Japan in Their Own Words (JITOW)/日本からの意見

Perspectives on Japan's Value Oriented Diplomacy
NISHIKAWA Megumi / Journalist

November 29, 2013

Perspectives on Japan's Value Oriented Diplomacy

NISHIKAWA Megumi Journalist

Recently, experts from Japan and abroad convened for a symposium titled "Toward the Making of Shared Values in Foreign Policy." Wherein lies the difference between the human rights diplomacy upheld by the United States and Europe, and the value-oriented diplomacy pursued by Prime Minister Abe Shinzo? That was my main interest for attending.

One Japanese scholar offered xxxx insight on the issue. He characterized the western concept of human rights diplomacy as "inclusive universalism" while describing Prime Minister Abe's value-oriented diplomacy as "cohesive universalism." Universalism stands for values and principles such as human rights, democracy and the rule of law, which are now considered global standards.

According to this scholar, the human rights diplomacy of the west is "principle-led" – it takes the value of human rights and seeks to expand it in authoritarian regimes and dictatorial states in a global embrace. In contrast, Prime Minister Abe has adopted the method of emphasizing solidarity within the fold of countries that respect human rights, in order to accentuate the difference with countries that lag in this respect.

Value-oriented diplomacy was first proposed under the first Abe administration in November 2006, in a lecture given by then Foreign Minister Aso Taro at the Japan Institute of International Affairs. It is worth noting that he launched the idea by pairing it with the concept of an "arc of freedom and prosperity."

Mr. Aso expressed the hope that values such as human rights, democracy and the rule of law would expand within an "arc of freedom and prosperity" that lies in a geographic belt extending across Northeast Asia and Central Asia to Central Europe and Eastern Europe, adding that "Japan will serve as an escort runner for democratic states." The point of pairing the concepts was to designate the southern region of Eurasia as a target for spreading the value of human rights so as to encircle China and Russia.

However, the "arc of freedom and prosperity" has become a term seldom mentioned under the second Abe administration. In fact, it seems to me that the administration is deliberately refraining from doing so. Perhaps the current government is concerned that China and Russia may interpret the paired concepts as a ploy to encircle them.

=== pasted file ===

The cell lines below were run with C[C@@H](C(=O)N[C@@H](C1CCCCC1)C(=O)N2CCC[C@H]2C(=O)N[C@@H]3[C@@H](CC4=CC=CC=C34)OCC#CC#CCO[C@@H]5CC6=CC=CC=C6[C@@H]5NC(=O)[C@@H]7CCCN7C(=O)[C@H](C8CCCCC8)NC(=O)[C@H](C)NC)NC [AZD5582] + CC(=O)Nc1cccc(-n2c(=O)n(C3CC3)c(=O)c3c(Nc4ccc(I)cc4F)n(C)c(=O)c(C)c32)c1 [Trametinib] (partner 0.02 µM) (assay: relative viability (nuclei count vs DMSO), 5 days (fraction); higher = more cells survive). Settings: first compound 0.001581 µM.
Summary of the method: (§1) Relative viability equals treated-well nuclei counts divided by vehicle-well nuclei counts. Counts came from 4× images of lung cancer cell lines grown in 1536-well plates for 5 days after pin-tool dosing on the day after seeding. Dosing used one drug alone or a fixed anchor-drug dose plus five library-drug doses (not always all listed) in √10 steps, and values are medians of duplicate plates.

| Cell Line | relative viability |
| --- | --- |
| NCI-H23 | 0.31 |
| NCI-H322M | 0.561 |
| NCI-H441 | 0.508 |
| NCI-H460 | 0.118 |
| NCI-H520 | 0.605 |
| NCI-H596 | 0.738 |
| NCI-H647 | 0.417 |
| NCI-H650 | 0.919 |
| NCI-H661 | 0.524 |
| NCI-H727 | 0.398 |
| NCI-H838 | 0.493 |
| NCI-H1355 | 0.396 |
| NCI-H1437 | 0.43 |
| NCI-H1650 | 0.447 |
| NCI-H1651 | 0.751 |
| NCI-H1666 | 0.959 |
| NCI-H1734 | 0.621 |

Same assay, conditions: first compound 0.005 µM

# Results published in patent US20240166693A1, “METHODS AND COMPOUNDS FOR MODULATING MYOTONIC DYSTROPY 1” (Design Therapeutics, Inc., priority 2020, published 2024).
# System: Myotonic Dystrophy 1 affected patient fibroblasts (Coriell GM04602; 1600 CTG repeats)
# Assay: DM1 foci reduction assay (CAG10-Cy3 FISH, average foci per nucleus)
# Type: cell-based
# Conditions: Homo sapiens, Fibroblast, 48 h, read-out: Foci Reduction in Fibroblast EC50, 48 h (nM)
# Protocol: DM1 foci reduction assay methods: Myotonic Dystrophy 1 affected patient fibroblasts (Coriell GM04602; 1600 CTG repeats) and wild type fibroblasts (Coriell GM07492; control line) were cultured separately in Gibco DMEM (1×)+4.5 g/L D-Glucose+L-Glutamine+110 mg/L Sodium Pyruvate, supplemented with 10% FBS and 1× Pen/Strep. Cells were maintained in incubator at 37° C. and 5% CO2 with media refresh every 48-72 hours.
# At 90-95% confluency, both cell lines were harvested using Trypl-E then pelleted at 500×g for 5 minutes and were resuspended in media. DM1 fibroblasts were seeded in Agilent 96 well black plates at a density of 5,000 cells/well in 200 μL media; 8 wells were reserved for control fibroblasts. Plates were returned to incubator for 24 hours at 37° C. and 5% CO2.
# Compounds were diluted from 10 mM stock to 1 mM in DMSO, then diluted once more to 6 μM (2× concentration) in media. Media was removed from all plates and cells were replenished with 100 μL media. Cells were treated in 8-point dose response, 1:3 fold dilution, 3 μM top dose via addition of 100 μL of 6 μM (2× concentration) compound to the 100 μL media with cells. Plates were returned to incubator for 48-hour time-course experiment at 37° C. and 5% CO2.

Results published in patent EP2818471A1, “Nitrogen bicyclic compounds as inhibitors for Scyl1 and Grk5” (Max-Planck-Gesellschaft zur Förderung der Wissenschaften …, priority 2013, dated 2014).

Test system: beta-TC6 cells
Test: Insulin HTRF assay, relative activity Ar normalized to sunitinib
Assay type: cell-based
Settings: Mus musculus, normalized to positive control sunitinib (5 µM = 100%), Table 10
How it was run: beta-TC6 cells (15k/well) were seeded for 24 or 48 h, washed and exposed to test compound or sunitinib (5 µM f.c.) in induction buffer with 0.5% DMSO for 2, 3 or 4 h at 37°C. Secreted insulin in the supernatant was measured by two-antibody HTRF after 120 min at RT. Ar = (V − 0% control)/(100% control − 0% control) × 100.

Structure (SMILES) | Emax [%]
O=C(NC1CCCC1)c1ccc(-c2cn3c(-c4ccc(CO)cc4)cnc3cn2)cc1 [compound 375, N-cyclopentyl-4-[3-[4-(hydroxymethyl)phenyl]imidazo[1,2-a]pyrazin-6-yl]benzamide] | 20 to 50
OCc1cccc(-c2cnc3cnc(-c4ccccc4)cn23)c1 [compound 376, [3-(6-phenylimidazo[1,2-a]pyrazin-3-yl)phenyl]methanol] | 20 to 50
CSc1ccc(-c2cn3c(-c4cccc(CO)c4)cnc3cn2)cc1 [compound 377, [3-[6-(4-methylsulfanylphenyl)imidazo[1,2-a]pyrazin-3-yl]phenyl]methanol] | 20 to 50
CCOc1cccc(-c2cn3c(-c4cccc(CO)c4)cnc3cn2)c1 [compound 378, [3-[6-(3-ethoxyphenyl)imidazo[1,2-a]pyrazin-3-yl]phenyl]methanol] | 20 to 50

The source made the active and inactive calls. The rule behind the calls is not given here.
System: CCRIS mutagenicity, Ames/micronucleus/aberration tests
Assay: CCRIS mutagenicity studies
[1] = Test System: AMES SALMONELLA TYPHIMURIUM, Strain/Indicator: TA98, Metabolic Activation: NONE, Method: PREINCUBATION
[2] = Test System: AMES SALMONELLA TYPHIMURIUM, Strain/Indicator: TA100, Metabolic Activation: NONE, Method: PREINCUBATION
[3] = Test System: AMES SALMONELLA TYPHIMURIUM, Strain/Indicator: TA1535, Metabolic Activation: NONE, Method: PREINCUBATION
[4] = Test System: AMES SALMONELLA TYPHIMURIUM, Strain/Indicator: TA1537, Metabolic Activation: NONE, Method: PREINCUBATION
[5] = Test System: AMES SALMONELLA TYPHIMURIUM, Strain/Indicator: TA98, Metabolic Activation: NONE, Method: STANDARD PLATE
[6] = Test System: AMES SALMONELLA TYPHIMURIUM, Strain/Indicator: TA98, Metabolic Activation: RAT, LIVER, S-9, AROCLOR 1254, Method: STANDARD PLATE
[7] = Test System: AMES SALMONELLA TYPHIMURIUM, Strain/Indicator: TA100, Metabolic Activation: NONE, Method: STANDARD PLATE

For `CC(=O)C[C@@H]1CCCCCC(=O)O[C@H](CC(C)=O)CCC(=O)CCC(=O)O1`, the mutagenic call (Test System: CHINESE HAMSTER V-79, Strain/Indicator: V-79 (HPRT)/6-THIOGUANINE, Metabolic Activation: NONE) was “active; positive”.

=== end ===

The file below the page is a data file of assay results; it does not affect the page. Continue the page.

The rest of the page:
The Japanese scholar mentioned above says the Abe administration's value-oriented diplomacy is built on a weak foundation and that its chances for success are low. His view is probably based on that inherent notion of encirclement.

Expressions such as "sharing values" and "an alliance with countries that share the same values" began to appear in Japan's Diplomatic Blue Book around the start of the 21st century. In that respect, Prime Minister Abe's value-oriented diplomacy did not emerge out of the blue. Yet, not a few observers at the time had sensed the exclusivity and encirclement that were characteristic of Cold War logic in the way the idea was tied to the "arc of freedom and prosperity" during the first Abe administration.

Japan's value-oriented diplomacy should neither be "principle-led" as in the diplomacy of the United States and Europe, nor be an exclusive vocal affirmation of in-group solidarity. An ideal example is the role Japan played in bringing democracy to Myanmar.

When the United States and Europe were bent on showering criticism on the Myanmar government, Japan maintained its connection through grassroots assistance and grant aid, all the while persuading the government to recognize the merits of democracy. It was said at the time that "the Myanmar government rebels against the United States and Europe, but lends an ear to what Japan has to say."

What Japan's value-oriented diplomacy needs is the diplomatic skill of keeping a firm eye on reality while guiding countries towards the universal values of human rights, democracy and the rule of law with quiet dexterity.

Megumi Nishikawa is Expert Senior Writer on the Foreign News Desk at the Mainichi Shimbun newspaper.
The English-Speaking Union of Japan

西川 恵 / ジャーナリスト

2013年 11月 29日










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